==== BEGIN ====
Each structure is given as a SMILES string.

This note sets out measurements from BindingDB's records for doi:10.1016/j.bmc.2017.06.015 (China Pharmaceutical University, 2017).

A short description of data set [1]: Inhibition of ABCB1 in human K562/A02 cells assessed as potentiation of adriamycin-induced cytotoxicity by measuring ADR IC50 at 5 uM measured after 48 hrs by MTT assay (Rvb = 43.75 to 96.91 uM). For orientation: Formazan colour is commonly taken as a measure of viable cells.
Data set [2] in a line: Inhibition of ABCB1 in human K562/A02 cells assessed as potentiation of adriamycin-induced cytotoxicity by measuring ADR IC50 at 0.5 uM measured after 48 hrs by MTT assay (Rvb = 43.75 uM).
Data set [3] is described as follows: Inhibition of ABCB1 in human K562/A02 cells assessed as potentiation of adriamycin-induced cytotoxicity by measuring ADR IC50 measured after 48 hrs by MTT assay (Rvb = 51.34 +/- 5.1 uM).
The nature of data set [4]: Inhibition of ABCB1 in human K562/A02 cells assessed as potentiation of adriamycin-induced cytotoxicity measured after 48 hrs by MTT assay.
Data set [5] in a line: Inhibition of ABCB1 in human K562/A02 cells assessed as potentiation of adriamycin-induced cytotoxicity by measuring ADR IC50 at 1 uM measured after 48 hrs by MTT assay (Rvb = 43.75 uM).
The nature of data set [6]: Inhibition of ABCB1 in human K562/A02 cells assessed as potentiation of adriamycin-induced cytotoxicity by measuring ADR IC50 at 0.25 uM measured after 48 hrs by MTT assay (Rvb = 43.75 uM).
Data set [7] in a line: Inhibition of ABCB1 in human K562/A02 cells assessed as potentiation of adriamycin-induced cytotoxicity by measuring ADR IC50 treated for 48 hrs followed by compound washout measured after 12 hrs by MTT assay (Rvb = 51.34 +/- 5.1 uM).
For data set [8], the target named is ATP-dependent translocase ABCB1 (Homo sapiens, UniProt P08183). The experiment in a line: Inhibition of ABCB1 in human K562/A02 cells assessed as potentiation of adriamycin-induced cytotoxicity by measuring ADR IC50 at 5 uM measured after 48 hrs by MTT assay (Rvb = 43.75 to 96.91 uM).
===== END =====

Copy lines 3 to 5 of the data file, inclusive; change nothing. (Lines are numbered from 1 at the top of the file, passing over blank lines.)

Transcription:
A short description of data set [1]: Inhibition of ABCB1 in human K562/A02 cells assessed as potentiation of adriamycin-induced cytotoxicity by measuring ADR IC50 at 5 uM measured after 48 hrs by MTT assay (Rvb = 43.75 to 96.91 uM). For orientation: Formazan colour is commonly taken as a measure of viable cells.
Data set [2] in a line: Inhibition of ABCB1 in human K562/A02 cells assessed as potentiation of adriamycin-induced cytotoxicity by measuring ADR IC50 at 0.5 uM measured after 48 hrs by MTT assay (Rvb = 43.75 uM).
Data set [3] is described as follows: Inhibition of ABCB1 in human K562/A02 cells assessed as potentiation of adriamycin-induced cytotoxicity by measuring ADR IC50 measured after 48 hrs by MTT assay (Rvb = 51.34 +/- 5.1 uM).